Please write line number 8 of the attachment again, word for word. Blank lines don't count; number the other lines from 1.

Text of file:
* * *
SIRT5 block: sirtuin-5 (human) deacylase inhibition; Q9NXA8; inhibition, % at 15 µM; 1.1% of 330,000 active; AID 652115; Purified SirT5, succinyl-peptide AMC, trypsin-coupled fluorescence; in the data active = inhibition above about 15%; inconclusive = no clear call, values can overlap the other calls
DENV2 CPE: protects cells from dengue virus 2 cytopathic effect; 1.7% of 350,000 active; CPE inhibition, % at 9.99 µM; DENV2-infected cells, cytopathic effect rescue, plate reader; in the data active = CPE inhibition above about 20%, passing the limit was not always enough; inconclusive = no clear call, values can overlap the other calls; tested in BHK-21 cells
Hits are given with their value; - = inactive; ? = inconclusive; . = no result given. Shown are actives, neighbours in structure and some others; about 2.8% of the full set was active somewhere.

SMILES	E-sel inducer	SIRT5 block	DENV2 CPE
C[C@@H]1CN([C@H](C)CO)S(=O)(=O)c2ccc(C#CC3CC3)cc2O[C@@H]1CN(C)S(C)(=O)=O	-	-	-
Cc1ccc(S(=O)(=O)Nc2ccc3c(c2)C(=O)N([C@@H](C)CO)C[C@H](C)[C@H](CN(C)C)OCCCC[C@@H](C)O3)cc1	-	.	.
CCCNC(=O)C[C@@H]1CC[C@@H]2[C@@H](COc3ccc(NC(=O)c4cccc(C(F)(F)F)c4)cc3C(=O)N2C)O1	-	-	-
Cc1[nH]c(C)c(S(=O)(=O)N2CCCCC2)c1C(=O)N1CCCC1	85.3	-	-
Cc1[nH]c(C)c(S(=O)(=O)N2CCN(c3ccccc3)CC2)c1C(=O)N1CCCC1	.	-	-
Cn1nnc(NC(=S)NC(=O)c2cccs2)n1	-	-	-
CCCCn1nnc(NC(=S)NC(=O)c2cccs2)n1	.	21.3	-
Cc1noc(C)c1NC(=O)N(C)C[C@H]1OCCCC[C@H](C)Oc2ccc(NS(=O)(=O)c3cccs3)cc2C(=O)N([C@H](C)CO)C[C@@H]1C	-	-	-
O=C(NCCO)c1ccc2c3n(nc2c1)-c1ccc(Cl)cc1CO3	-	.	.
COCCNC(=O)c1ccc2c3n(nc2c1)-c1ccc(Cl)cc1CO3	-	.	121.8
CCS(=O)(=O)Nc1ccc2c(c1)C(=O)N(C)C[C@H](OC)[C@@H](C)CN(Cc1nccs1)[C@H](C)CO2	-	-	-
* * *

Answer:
Cc1[nH]c(C)c(S(=O)(=O)N2CCCCC2)c1C(=O)N1CCCC1	85.3	-	-